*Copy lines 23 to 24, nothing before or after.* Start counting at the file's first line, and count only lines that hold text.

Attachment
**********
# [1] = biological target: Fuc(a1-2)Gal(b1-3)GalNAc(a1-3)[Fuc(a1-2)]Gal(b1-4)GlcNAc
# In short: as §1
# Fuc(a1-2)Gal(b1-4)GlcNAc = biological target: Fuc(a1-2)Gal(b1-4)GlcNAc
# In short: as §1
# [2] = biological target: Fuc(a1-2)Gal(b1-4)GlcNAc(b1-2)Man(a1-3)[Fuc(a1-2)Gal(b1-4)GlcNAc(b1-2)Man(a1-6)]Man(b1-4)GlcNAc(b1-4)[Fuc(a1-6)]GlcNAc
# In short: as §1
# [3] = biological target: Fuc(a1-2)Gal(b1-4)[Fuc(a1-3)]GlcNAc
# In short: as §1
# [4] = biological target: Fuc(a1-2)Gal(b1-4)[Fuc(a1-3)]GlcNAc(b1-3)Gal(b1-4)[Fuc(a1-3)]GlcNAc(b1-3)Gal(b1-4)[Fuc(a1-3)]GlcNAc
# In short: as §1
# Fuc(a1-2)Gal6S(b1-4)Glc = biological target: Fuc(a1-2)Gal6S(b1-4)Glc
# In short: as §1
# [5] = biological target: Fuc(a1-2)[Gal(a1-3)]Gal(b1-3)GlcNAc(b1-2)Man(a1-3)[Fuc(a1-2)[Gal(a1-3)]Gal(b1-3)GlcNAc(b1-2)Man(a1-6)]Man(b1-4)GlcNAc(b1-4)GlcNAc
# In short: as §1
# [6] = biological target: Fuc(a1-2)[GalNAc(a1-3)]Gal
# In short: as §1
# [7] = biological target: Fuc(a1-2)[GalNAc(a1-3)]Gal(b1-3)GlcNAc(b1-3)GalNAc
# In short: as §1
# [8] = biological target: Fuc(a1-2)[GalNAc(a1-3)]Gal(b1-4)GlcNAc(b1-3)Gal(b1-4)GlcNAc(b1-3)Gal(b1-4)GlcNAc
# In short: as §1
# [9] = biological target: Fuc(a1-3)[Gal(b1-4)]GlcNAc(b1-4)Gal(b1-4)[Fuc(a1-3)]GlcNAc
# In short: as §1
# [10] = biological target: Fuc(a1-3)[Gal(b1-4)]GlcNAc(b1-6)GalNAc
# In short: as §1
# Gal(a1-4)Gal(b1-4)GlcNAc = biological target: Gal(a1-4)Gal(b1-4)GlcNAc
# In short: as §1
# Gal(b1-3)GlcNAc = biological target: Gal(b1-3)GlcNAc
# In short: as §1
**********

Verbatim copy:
# [10] = biological target: Fuc(a1-3)[Gal(b1-4)]GlcNAc(b1-6)GalNAc
# In short: as §1